Wisconsin Act 7 creates a new quasi public Authority called the Wisconsin Economic Development Corporation (WEDC), which essentially represents Phase 1 of the Governor’s plan to completely reorganize the current Department of Commerce. Phase 2 of the Commerce Department reorganization is expected to be presented later this month in the Governor’s biennial budget bill.
Health Savings Accounts: As amended and passed, the bill provides a tax deduction rather than a tax credit of 6.5 percent as contained in the Governor’s original proposal. Under the new law, a person may exclude from his/her personal income tax the amount paid into a health savings account (HAS).
Earnings from HSA contributions, and employer contributions, are also excluded from personal income for state tax purposes. The exclusion first applies to tax years beginning on Jan. 1, 2011. The change puts Wisconsin in line with the tax treatment of HSAs by the federal government and all but three other states.
The bill was signed into law by Governor Walker on January 24th as 2011 Wis. Act 1.
Tax Deduction/Credit for A Business that Relocates in Wisconsin: As amended and passed, the bill creates a tax deduction for business income earned by an individual or pass-through income from a partnership, limited liability corporation (LLC), or tax-option corporation for tax years beginning after December 31, 2010. The deduction may be claimed by a business that moves either 51 percent or more of the workforce payroll or at least $200,000 of paid wages to Wisconsin.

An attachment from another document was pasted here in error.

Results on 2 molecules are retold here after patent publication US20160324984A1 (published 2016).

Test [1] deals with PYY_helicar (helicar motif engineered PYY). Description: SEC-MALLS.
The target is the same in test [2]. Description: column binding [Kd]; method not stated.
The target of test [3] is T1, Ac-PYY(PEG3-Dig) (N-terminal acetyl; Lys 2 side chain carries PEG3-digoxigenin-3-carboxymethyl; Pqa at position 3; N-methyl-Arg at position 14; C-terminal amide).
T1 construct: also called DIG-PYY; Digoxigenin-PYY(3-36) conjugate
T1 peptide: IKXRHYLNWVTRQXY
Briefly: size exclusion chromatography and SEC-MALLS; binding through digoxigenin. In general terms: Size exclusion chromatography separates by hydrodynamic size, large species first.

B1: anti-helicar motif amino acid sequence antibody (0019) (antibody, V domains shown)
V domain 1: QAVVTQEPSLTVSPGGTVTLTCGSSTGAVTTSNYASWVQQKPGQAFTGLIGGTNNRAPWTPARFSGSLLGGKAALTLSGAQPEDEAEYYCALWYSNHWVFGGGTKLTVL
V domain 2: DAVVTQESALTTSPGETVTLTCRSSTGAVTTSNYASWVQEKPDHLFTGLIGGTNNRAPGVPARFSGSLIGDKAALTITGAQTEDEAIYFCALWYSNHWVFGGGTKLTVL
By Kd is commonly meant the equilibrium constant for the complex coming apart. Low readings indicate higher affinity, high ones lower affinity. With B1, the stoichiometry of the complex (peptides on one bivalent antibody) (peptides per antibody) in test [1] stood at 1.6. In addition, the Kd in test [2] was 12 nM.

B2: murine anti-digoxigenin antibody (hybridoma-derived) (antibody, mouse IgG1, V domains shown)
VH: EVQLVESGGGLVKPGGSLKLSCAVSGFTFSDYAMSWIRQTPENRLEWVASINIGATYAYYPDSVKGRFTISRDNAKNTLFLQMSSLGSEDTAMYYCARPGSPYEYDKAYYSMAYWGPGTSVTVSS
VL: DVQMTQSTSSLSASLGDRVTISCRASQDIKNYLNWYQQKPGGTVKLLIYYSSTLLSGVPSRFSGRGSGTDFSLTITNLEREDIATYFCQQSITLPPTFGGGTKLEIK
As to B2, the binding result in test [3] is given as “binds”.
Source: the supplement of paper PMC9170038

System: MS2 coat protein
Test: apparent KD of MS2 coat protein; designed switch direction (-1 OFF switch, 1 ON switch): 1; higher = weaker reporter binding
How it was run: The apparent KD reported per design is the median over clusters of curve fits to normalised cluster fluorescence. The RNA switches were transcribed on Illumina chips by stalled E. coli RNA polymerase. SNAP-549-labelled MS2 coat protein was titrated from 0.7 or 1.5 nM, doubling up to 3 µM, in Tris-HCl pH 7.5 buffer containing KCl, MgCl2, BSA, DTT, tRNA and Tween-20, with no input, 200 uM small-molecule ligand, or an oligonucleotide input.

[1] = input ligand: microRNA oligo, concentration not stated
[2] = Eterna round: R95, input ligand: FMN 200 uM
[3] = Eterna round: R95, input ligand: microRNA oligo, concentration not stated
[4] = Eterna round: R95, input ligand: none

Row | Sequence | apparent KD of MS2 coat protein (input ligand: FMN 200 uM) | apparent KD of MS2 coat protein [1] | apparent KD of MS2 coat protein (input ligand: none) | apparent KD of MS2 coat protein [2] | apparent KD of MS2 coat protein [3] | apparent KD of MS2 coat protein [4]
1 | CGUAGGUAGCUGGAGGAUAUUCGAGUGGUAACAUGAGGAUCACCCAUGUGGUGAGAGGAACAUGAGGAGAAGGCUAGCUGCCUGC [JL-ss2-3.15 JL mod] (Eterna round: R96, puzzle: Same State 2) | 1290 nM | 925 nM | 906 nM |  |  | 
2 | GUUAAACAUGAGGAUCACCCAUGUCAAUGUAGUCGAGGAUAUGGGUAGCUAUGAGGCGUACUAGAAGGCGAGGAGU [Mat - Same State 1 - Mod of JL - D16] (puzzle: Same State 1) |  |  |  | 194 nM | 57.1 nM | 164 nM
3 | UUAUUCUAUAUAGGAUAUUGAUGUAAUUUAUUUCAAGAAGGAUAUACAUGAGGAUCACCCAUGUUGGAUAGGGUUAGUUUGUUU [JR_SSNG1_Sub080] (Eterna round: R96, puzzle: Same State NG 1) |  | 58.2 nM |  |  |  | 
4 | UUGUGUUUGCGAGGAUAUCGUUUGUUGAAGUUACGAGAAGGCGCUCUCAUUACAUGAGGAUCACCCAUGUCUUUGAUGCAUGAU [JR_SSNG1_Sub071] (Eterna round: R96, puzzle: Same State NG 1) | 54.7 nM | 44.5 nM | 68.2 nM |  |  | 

The deduction may be claimed for two consecutive tax years, beginning with the tax year the business begins doing business in Wisconsin. An individual may not take the deduction if the individual or pass-through entity has done business in Wisconsin during the two preceding taxable years.
The bill also creates a similar tax credit for corporations for tax years beginning after December 31, 2010. Partnerships, LLCs, and tax-option corporations are not allowed to claim the credit, but may claim the deduction.